Donald Brennan Humanitarian Award

Denise Hooks-Anderson, M.D., associate professor of family and community medicine in the School of Medicine and SLUCare physician.

In accepting the award named for the long-time SLU dean, Anderson invoked her grandparents and noted, "To much is given, much is required. So I count what I do not as a job, but as a ministry."

Anderson was honored for her work advocating on behalf of those impacted by health disparities, poverty and inequality.

Organization of the Year Award

Area Resources for Community and Human Services (ARCHS) funds and strategically enhances initiatives that improve the lives of children and families faciing disadvantages and disparities in some of the St. Louis area's most marginalized communities.

Accepting the award on behalf of his staff, board and clients, Wendell Kimbrough, ARCHS CEO, thanked his board and staff, noting the significant progress the organization had made in advancing its mission as well as its path forward.

Education Leadership Award

Art McCoy, Ph.D., superintendent of the Jennings School District, was lauded for his commitment to children and his work propelling positive change in a district that has now seen two consecutive years of 100% graduation, career and college placement for its high school.

McCoy called for a renewed dedication from those assembled to advancing expanded mental health services and efforts aimed at healing deprivation and access issues across the community.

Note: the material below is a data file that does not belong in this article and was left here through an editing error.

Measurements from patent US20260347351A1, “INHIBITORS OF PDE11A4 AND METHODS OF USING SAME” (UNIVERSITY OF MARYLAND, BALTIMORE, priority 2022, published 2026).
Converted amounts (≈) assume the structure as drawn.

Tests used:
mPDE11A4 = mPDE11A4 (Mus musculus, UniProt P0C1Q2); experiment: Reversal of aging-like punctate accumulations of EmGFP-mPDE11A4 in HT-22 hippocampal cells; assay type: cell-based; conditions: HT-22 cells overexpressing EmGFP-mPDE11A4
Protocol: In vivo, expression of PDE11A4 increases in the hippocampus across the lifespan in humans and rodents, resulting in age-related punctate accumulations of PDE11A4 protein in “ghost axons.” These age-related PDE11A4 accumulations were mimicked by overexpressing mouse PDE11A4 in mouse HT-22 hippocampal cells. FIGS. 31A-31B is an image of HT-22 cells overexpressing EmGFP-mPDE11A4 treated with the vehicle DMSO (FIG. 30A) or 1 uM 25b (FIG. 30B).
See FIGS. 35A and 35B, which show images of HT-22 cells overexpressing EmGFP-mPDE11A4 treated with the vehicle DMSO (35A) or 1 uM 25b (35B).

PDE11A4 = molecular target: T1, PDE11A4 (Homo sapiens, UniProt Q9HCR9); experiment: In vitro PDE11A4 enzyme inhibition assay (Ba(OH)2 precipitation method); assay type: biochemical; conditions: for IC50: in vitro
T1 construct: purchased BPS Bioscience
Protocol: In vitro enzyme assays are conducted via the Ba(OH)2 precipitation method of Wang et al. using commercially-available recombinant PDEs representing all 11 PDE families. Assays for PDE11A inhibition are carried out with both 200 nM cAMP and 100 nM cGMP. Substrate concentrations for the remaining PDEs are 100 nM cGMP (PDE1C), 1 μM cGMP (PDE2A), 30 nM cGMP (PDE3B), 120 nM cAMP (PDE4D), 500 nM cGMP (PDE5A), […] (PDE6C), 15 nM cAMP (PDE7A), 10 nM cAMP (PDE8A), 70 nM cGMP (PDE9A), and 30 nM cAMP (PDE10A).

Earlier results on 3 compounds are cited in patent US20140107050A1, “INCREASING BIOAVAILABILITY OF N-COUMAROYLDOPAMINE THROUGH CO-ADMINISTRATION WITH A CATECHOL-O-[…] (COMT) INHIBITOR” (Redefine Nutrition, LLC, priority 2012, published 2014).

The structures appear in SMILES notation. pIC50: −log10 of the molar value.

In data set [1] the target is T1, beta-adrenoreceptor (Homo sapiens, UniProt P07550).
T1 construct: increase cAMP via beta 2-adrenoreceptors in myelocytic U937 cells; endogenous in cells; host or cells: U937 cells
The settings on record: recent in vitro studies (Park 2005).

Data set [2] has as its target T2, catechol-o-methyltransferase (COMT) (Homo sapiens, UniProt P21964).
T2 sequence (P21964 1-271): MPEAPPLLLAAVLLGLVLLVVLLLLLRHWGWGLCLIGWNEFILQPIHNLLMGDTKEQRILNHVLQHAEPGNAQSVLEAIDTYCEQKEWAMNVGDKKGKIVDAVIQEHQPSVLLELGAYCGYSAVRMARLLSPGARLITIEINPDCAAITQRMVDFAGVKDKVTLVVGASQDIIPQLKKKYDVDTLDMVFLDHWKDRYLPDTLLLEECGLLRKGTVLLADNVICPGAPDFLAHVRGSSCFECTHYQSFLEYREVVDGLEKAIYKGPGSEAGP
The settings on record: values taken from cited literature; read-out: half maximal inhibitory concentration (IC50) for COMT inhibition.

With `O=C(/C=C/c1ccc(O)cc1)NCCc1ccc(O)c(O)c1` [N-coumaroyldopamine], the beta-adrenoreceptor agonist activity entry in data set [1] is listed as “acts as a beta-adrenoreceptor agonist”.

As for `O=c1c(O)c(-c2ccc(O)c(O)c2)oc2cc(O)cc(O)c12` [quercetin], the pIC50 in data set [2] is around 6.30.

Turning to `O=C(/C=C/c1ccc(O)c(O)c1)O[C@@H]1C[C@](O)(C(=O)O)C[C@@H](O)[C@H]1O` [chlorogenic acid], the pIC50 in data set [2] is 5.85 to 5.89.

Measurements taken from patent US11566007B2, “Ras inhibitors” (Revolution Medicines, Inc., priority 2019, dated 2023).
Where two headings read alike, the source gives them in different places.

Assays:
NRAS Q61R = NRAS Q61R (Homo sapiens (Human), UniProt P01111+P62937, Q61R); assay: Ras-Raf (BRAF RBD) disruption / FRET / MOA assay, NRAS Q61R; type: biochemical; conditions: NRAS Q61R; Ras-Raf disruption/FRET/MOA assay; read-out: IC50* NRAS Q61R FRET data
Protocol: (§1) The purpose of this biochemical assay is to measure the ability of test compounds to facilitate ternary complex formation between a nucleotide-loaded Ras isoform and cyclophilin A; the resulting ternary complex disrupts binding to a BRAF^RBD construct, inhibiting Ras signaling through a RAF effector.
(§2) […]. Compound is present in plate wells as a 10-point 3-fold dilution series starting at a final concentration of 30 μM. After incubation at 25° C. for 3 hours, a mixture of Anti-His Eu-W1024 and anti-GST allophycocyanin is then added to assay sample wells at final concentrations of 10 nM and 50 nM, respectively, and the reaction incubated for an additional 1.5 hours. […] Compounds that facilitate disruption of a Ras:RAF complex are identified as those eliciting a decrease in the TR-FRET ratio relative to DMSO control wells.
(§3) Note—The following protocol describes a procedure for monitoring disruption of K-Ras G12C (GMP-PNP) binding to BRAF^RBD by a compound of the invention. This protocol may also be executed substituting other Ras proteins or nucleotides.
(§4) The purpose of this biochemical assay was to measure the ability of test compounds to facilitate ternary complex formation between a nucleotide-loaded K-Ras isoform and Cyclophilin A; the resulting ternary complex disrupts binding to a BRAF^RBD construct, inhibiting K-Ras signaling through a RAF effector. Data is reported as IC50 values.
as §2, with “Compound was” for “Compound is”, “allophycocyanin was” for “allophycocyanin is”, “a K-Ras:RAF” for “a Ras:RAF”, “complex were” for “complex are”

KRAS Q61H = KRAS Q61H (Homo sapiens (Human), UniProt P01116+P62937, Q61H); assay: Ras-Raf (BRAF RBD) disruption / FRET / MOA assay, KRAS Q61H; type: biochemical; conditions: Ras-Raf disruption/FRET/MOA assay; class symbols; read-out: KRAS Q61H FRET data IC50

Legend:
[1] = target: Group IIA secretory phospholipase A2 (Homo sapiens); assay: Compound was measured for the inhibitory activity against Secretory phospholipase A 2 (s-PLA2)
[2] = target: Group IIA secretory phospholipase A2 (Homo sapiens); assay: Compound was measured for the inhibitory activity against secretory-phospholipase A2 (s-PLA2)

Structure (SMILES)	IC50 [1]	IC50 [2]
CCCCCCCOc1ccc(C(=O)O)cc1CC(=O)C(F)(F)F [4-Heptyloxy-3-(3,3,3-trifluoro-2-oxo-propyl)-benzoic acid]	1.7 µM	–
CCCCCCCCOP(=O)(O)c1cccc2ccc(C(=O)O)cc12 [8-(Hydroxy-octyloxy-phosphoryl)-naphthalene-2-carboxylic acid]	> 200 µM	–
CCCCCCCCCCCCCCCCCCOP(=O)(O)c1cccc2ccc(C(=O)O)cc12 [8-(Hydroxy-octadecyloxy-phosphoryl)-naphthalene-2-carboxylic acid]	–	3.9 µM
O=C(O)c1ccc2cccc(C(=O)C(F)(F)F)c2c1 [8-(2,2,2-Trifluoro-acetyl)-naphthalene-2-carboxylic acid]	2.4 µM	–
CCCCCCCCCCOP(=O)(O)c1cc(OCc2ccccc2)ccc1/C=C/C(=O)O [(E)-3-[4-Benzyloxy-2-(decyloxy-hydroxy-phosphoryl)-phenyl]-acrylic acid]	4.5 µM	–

"We're going to fight this war against ignorance," Kimbrough said, "and we're going to win this war."

Political Leadership Award

Acknowledging the debt owed to elder civil rights leaders, Congressman William Lacy Clay spoke of the power of King's legacy and its salience to America today.

He urged the crowd to embrace King's mission as their own, quoting the storied civil rights leader: "Anyone can be great because anyone can serve."

Inaugural Whitney M. Young Humanitarian Award

Accepting on his own behalf and that of his wife, Noémi Neidorff, Michael  Neidorff, president and CEO of Centene Corporation, also received a letter from the head of the national Urban League, Marc Morial, thanking him for his steadfast support of the organization's efforts, locally and nationally.

Morial's letter noted, "Your support is a source of continued strength."

A Clarion Call to Carry Forward Radical Compassion

As he began his keynote address, Martin warned the crowd, "God gave me the spirit of discomfort. It's my job to make people uncomfortable. And that's the kind of man Dr. King was."

Martin urged those gathered to recall King's attentiveness to issues including police violence and brutality, to economic inequality and political marginalization.

Keynote speaker Roland Martin address the crowd.

Keynote speaker Roland Martin address the crowd. Photo by Amelia Flood

"It you say you care about him, you better care about the issues he cared about," Martin said. "Here was a man killed fighting for men picking up trash. And too many of us are living in cities where we ignore people picking up trash and who are living in trash."

Political and civic engagement - and personal sacrifice - are more urgently needed than ever, he continued, and direct, sustained action on the part of every man and woman of conscious is necessary to bringing the true justice King advanced into being.

"We have the power to do, we have the capacity to do, but do you have the heart to do?" Martin asked the crowd. "It's time to get to work."


Saint Louis University is a Catholic, Jesuit institution that values academic excellence, life-changing research, compassionate health care, and a strong commitment to faith and service. Founded in 1818, the University fosters the intellectual and character development of more than 13,000 students on campuses in St. Louis and Madrid, Spain. Building on a legacy of nearly 200 years, Saint Louis University continues to move forward with an unwavering commitment to a higher purpose, a greater good. Learn more at www.slu.edu.